It seems that I have, at some time in the recent past, brought myself to the attention of that imp of that controls the quality of customer service and have been blessed with an odd assortment of well-intentioned, but altogether hideous encounters with those call center denizens relegated to direct consumer contact. Now, please don’t get me wrong, I have great respect for those whose job it is to m interact with the likes of me when, through no fault of theirs, a product goes south. It has to be one of the world’s greatest thankless tasks – when it goes right, no one notices and when it goes completely catawampus the complaints fall like rain from the sky.
First, let me be honest, I abhor PayPal – it is a visceral thing with no logical explanation, no reality-based justification, and does not stem from any fault of the service itself – and tend to use it only when circumstances force it upon me. Then only regular use I have for it is to pay for a single annual subscription to an on-line service. This means that I typically access PayPal once every year or two. It also means that whatever familiarity I had with the user interface is guaranteed to be out of date and completely inaccurate. While I got though my biannual task some imp lurking somewhere between my desktop and PayPal’s servers inserted the notion that I had some interested in merchant services. Now, I do have to give the sales folk credit for their follow-up and their tenacity – e-mails inquiries were closely followed by phone calls 5 minutes later. It was only by sheer happenstance that my schedule had me out of the office (the contact pattern was e-mail, phone call, wait 48 hours, repeat) during the sales contact 3-peat cycle. By the end of the entire debacle, I had a mild twinge of regret when I received the e-mail telling me that I was being removed from the salesman’s contact list.
For some reason, I’ve been getting calls from salesfolk who feel that it is necessary to be less than honest in their intentions to get past my receptionist and voicemail – a tactic that has me wasting time scanning caller id and googling unfamiliar area codes each time an unknown caller opens a conversation with “I’d like to discuss a possible [fill in practice area here] matter with you”; a tactic that seems to have been pioneered by a few legal referral services but that has now been picked up, by all groups, Mediate.com – a mediator referral source. It seems strange that a referral service for mediators (a group that tends to want to create trusting environments) should choose deceit as it’s opening gambit.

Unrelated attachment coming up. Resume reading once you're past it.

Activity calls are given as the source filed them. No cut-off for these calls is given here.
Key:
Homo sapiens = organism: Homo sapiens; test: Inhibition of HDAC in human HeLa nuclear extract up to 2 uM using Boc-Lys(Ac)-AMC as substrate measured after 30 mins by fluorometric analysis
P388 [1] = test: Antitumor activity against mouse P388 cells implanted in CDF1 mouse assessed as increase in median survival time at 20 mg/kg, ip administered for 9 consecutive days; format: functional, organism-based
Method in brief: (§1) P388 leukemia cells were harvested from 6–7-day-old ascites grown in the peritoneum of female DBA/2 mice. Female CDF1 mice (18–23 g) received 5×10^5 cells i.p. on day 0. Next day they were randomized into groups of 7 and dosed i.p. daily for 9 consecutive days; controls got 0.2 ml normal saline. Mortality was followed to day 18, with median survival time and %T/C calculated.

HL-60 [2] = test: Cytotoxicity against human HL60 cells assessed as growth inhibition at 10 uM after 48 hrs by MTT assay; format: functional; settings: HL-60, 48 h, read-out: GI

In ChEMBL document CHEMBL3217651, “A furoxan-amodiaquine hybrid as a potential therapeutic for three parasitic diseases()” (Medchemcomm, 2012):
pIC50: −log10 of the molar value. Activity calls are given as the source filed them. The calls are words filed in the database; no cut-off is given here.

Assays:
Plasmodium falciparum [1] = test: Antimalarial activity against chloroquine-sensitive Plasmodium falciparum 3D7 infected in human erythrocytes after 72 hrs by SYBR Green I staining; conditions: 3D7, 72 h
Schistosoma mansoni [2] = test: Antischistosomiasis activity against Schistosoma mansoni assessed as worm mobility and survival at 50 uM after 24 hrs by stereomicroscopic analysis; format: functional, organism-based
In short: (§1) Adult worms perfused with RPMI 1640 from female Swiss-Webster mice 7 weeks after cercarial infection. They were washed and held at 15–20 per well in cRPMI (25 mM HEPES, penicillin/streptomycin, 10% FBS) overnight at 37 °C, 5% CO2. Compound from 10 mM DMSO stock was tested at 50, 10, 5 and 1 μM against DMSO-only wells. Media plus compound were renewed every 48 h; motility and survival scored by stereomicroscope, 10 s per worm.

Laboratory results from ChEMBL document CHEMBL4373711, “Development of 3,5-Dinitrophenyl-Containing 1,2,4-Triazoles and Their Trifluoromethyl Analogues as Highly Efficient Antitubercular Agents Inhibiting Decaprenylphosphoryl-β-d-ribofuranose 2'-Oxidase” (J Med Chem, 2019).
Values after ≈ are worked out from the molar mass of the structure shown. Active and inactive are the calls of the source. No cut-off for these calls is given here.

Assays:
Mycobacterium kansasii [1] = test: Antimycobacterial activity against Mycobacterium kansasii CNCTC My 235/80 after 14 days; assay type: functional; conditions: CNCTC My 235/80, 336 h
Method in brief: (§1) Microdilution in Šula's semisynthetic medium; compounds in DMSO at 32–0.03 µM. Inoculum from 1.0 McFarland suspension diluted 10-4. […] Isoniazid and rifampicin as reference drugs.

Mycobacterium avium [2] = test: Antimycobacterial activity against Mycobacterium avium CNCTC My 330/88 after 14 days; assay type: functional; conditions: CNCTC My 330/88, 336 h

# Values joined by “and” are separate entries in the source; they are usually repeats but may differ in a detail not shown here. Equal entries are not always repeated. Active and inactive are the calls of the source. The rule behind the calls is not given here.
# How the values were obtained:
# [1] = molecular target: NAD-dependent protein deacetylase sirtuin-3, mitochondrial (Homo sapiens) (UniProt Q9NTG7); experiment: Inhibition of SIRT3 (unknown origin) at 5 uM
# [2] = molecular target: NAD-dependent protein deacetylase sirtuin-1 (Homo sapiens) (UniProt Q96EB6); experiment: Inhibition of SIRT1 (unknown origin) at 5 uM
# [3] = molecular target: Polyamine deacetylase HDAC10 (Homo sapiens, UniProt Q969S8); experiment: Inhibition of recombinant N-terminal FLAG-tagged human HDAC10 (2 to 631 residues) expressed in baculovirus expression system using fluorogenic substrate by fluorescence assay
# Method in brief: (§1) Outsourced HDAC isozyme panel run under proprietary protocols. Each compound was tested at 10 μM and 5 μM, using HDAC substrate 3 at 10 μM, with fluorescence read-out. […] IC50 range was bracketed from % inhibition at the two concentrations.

Now, I will admit a fondness for freebies and was intrigued by the Dan Kennedy/GKIC offer of free marketing information. After entering an e-mail address in the appropriate place, I was redirected to a web page where I could claim my “free” information for only $19.99 (shipping and handling). Not having sufficient interest in the material to invest just south of $20 in the “free” package I left the page and headed out to greener pastures. Again, I will give the GKIC auto-responder kudos for follow-up; it has diligently been sending me various daily e-mails explaining exactly why I should invest a measly $20 for this wonderful “free” gift.
From a distance, I can get a chuckle from my recent customer service debacles – it is amazing how time can turn annoyance into perspective. And with perspective, comes the basic reminder that a quality customer experience does not come from the end product, but from the entire interaction. I should point out that, with the possible exception of Act 2, my annoyance arose not from poor service, but from over-zealous service; after all, the lack of follow-up is the leading cause of lost sales though I think that there is supposed to be some delay between contacts (there’s constant contact and then there’s CONSTANT contact). So, I have to thank the various actors for reminding me:
- To listen to the customer – understanding is far more difficult and far more valuable than simply hearing;
- Be up front with the customer and set the correct expectations; and
- While follow-up is good, there are fine line between follow-up, too much follow-up, and stalking;